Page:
- "github:workflows-sh/sample-expressjs-do-k8s-cdktf:pull_request.opened"
- "github:workflows-sh/sample-expressjs-do-k8s-cdktf:pull_request.synchronize"
- "github:workflows-sh/sample-expressjs-do-k8s-cdktf:pull_request.merged"
- name: sample-expressjs-build-do-k8s-cdktf
description: Build step for sample-expressjs-do-k8s-cdktf
- git
- unzip
- wget
- tar
- docker build -f Dockerfile -t one-img-to-rule-them-all:latest .
- docker tag one-img-to-rule-them-all:latest$ORG/$REPO:$CLEAN_REF
- docker push$ORG/$REPO:$CLEAN_REF
- name: sample-expressjs-service-do-k8s-cdktf:0.1.6
description: Preview of image built by the pipeline
run: node /ops/index.js
port: [ '8080:8080' ]
- PORT=8080
- "github:workflows-sh/sample-expressjs-do-k8s-cdktf:pull_request.opened"
- "github:workflows-sh/sample-expressjs-do-k8s-cdktf:pull_request.synchronize"
- "github:workflows-sh/sample-expressjs-do-k8s-cdktf:pull_request.merged"
- build
- publish
- start

  • In this template, the events section should be updated with your repository name, and the steps under jobs should be modified as per your application’s build and deployment process. This template is designed for a simple Express.js application, and utilizes DigitalOcean's tools for building and publishing a container image, which is then deployed to a Kubernetes cluster managed via Terraform (as indicated by the cdktf in the pipeline name).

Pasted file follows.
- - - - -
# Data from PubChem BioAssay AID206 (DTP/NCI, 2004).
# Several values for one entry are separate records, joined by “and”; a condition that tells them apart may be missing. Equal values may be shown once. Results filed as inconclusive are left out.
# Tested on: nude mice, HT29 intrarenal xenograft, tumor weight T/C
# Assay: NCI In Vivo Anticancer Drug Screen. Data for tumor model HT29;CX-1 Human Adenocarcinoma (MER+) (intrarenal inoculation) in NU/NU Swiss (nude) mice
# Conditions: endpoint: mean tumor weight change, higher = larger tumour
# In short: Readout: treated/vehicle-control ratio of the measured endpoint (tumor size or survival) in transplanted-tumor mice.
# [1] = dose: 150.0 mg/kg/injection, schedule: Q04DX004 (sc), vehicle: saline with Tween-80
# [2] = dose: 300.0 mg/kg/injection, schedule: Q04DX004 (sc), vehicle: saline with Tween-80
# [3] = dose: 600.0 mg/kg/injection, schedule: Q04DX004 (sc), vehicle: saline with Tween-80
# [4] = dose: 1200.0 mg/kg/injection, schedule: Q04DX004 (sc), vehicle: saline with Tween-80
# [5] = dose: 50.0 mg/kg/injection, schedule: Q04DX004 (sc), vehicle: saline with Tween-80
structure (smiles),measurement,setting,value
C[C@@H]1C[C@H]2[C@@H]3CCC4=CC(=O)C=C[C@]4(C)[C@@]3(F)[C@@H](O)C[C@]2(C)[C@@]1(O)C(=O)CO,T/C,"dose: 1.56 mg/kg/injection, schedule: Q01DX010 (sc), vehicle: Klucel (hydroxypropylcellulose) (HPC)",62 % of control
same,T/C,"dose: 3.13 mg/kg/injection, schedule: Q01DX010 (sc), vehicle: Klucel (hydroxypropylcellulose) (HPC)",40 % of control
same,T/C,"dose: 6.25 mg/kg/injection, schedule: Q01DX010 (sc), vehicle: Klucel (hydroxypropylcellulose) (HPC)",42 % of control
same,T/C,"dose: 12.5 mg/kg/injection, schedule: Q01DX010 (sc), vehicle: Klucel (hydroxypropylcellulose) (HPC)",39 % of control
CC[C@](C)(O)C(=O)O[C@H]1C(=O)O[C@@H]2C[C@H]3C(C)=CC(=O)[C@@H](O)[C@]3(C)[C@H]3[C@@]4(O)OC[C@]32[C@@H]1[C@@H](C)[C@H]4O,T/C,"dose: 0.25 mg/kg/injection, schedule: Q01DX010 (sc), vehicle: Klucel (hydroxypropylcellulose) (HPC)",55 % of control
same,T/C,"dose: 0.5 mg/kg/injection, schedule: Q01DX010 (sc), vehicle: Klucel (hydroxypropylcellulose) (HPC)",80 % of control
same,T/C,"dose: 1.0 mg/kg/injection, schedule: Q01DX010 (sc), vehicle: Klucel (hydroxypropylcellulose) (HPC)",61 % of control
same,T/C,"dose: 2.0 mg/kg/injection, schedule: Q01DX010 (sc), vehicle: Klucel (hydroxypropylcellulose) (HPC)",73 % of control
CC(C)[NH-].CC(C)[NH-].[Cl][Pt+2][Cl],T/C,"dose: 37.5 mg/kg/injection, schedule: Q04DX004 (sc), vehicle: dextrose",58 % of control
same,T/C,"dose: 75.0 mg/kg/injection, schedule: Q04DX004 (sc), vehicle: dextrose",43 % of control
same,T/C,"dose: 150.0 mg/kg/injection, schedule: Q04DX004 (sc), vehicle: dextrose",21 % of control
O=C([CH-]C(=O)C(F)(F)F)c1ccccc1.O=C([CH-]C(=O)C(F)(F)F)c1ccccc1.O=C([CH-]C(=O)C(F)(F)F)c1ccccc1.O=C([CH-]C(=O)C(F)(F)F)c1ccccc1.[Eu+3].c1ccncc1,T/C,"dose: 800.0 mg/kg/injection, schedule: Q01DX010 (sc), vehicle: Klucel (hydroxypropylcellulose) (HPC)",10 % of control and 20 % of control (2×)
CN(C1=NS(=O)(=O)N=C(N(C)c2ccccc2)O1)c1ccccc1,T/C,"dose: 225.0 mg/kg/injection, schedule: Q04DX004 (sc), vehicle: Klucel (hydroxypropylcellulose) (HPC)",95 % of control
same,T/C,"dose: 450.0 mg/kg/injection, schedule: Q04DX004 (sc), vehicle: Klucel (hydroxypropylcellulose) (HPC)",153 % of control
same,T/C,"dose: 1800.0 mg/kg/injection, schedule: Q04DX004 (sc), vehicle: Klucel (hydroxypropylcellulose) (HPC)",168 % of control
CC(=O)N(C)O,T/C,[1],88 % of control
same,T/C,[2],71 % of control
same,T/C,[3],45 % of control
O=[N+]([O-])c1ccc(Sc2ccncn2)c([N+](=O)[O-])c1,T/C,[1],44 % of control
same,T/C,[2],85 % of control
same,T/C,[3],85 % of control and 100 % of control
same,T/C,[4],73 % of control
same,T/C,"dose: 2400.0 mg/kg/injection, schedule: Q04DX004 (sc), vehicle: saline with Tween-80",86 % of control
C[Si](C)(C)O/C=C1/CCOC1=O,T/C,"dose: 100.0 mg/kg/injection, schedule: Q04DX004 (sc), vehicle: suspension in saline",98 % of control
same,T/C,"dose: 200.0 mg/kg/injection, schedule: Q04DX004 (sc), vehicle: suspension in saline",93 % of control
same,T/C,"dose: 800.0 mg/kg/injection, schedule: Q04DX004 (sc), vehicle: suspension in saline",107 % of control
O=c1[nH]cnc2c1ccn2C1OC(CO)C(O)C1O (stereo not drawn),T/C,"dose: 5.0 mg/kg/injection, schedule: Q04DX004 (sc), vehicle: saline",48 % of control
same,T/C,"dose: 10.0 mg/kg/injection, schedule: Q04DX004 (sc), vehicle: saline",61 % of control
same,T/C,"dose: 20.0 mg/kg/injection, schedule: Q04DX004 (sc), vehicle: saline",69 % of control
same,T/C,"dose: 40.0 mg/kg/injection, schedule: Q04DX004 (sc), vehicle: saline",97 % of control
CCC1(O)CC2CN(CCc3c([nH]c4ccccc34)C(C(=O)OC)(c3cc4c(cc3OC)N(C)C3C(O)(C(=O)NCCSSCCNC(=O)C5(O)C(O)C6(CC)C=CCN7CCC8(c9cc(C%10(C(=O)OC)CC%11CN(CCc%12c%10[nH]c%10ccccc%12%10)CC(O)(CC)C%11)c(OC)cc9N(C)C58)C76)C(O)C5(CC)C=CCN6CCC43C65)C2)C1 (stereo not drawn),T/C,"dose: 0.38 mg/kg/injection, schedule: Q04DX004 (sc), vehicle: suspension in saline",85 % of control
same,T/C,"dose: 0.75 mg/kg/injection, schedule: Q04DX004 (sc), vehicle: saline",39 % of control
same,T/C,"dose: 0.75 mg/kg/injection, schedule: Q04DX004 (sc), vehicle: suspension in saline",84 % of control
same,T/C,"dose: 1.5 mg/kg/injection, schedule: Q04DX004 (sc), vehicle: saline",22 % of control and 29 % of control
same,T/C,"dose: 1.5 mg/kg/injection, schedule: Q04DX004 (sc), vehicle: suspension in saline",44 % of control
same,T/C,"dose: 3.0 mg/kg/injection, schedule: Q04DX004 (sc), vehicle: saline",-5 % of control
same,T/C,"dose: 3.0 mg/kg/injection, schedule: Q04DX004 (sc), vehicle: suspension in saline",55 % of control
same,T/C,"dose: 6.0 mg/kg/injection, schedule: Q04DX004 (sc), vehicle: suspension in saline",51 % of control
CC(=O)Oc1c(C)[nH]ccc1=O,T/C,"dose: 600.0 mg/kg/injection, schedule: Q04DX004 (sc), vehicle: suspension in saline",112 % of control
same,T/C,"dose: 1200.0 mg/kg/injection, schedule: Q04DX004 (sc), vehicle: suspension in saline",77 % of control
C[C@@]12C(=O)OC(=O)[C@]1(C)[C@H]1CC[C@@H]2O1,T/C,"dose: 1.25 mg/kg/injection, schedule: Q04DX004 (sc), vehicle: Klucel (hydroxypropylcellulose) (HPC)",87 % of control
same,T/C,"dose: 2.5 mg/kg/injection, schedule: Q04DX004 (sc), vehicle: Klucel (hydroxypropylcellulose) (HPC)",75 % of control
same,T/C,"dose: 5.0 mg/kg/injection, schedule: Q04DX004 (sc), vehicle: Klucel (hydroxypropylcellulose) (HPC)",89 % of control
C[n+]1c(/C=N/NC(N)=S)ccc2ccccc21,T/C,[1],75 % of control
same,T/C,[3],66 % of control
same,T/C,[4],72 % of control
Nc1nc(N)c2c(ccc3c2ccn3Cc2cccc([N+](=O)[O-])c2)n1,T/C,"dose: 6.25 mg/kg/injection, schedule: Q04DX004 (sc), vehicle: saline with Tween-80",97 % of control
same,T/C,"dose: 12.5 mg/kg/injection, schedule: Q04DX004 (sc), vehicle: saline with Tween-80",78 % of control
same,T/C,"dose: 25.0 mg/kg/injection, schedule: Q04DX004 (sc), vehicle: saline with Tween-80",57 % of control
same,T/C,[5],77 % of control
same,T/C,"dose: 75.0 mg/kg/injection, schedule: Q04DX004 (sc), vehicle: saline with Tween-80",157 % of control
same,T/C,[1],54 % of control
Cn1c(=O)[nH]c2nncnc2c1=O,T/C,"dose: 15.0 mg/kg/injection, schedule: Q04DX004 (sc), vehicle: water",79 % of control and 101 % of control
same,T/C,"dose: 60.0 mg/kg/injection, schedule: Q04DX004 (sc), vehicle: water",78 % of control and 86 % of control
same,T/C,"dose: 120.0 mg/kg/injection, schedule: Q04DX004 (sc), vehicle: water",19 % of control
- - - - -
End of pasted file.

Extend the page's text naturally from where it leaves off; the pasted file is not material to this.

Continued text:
• The event triggers specified in this template are set up to initiate the pipeline on certain GitHub events like opening, synchronizing, or merging a pull request. The jobs defined within the pipeline handle everything from setting up the necessary build environment, to building and pushing the container image to DigitalOcean's container registry.
  • This exemplifies how open-source workflows and platforms like can enable the migration and deployment process, allowing developers to shift from VMs to Kubernetes with minimal friction and focus on using the enhanced performance and scalability that Kubernetes offers.

Performance Gains

  • Resource Efficiency: Kubernetes optimizes resource usage, ensuring that applications use only the resources they need.
  • Auto-Scaling:  With Horizontal Pod Autoscalar, Kubernetes can automatically scale applications based on load, ensuring performance even during peak times.
  • Self-healing:  Kubernetes self-healing capabilities ensure that failed containers are automatically replaced, guaranteeing high availability.

The journey from Virtual Machines to Kubernetes doesn't have to be a complex endeavor. With the right tools and resources, you can easily transition and unlock unparalleled performance and scalability for your applications. provides an intuitive platform and a community of experts to guide you through this transition.

🚀 Upcoming Webinar: Scale from VMs to Kubernetes

Join DigitalOcean and to gain insights into infrastructure modernization migrating from virtual machines to Kubernetes. on Nov 1st, 12 pm ET for "Unlock Next-level Performance: Scale from VMs to #Kubernetes". Register now to not miss out: